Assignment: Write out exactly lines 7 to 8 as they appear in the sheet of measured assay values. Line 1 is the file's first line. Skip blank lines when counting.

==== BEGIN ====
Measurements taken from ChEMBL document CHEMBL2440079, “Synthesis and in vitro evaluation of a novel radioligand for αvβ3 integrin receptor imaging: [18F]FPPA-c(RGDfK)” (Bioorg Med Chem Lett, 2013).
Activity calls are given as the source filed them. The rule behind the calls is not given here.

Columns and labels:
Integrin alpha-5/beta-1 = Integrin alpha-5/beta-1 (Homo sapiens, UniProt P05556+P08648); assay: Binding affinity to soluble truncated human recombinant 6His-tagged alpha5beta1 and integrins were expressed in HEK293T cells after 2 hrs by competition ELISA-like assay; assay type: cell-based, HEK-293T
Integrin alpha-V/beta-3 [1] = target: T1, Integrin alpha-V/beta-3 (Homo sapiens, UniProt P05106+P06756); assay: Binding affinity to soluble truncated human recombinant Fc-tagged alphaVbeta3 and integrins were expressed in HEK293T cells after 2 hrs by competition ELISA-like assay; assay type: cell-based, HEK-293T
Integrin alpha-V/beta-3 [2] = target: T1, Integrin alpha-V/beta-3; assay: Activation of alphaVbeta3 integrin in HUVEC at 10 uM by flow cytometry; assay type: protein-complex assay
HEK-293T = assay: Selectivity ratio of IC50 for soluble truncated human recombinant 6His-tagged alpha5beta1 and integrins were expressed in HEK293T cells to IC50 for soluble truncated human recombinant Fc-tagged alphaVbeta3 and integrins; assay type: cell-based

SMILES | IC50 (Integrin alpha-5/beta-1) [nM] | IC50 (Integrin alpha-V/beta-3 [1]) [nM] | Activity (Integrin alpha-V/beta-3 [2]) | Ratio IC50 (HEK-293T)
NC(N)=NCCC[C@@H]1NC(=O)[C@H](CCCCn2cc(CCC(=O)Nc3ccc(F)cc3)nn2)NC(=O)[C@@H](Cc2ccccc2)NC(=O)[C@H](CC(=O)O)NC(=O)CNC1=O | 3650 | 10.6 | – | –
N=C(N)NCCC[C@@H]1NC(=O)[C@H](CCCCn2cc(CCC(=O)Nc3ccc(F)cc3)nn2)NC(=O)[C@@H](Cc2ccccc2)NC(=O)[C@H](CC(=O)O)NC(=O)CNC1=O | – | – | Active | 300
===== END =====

HEK-293T = assay: Selectivity ratio of IC50 for soluble truncated human recombinant 6His-tagged alpha5beta1 and integrins were expressed in HEK293T cells to IC50 for soluble truncated human recombinant Fc-tagged alphaVbeta3 and integrins; assay type: cell-based

SMILES | IC50 (Integrin alpha-5/beta-1) [nM] | IC50 (Integrin alpha-V/beta-3 [1]) [nM] | Activity (Integrin alpha-V/beta-3 [2]) | Ratio IC50 (HEK-293T)